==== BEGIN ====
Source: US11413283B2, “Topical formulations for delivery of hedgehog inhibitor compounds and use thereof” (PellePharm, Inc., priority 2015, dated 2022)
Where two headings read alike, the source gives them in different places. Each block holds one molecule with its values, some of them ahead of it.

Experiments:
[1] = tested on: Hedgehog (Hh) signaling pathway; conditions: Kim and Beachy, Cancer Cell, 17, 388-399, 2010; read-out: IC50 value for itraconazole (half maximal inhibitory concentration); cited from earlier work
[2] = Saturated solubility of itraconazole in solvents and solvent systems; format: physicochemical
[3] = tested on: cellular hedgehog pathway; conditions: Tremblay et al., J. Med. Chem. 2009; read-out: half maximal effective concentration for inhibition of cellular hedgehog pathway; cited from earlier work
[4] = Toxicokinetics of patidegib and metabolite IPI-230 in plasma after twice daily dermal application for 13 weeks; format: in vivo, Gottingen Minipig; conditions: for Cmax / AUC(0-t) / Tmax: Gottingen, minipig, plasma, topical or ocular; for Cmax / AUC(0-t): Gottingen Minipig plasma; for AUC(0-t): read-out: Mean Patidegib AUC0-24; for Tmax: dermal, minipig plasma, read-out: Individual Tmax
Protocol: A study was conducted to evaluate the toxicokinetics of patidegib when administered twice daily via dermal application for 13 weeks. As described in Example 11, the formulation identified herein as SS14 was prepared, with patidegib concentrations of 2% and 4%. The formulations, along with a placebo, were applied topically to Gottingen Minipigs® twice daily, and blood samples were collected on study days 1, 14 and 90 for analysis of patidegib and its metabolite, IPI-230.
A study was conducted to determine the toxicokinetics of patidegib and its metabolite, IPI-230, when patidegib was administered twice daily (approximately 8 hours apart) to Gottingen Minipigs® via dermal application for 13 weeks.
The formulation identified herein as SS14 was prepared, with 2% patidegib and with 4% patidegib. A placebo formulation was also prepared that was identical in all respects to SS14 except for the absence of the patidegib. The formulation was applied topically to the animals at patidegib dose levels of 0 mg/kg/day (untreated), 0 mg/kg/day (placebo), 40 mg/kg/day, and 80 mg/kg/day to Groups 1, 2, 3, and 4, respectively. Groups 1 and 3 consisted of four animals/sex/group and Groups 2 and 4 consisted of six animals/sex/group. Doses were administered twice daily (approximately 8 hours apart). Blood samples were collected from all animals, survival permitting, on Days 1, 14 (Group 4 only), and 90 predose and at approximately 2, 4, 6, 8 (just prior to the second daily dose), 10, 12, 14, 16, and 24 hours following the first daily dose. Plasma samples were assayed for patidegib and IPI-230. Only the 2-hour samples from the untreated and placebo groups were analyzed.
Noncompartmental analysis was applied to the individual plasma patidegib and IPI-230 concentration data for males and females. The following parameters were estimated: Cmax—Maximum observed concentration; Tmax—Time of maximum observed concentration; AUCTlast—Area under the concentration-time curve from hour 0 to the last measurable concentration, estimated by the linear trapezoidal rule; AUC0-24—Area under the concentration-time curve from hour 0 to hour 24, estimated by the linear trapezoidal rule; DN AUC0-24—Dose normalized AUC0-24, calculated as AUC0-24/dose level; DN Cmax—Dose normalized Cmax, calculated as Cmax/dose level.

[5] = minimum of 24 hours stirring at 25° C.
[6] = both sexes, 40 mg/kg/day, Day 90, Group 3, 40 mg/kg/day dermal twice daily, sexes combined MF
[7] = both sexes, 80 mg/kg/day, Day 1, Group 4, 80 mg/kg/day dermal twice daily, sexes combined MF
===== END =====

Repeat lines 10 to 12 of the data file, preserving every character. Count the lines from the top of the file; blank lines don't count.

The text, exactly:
The formulation identified herein as SS14 was prepared, with 2% patidegib and with 4% patidegib. A placebo formulation was also prepared that was identical in all respects to SS14 except for the absence of the patidegib. The formulation was applied topically to the animals at patidegib dose levels of 0 mg/kg/day (untreated), 0 mg/kg/day (placebo), 40 mg/kg/day, and 80 mg/kg/day to Groups 1, 2, 3, and 4, respectively. Groups 1 and 3 consisted of four animals/sex/group and Groups 2 and 4 consisted of six animals/sex/group. Doses were administered twice daily (approximately 8 hours apart). Blood samples were collected from all animals, survival permitting, on Days 1, 14 (Group 4 only), and 90 predose and at approximately 2, 4, 6, 8 (just prior to the second daily dose), 10, 12, 14, 16, and 24 hours following the first daily dose. Plasma samples were assayed for patidegib and IPI-230. Only the 2-hour samples from the untreated and placebo groups were analyzed.
Noncompartmental analysis was applied to the individual plasma patidegib and IPI-230 concentration data for males and females. The following parameters were estimated: Cmax—Maximum observed concentration; Tmax—Time of maximum observed concentration; AUCTlast—Area under the concentration-time curve from hour 0 to the last measurable concentration, estimated by the linear trapezoidal rule; AUC0-24—Area under the concentration-time curve from hour 0 to hour 24, estimated by the linear trapezoidal rule; DN AUC0-24—Dose normalized AUC0-24, calculated as AUC0-24/dose level; DN Cmax—Dose normalized Cmax, calculated as Cmax/dose level.

[5] = minimum of 24 hours stirring at 25° C.